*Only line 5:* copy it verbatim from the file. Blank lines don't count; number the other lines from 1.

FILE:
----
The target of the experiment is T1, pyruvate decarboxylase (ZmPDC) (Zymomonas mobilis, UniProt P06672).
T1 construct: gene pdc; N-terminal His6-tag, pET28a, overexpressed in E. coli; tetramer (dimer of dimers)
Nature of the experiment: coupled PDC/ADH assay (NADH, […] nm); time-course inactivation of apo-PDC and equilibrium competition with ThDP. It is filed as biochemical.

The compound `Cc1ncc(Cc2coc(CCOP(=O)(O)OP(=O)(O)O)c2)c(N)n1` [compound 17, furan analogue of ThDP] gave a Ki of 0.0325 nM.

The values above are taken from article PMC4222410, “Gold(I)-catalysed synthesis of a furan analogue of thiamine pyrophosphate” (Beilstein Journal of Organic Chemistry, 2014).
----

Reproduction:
The values above are taken from article PMC4222410, “Gold(I)-catalysed synthesis of a furan analogue of thiamine pyrophosphate” (Beilstein Journal of Organic Chemistry, 2014).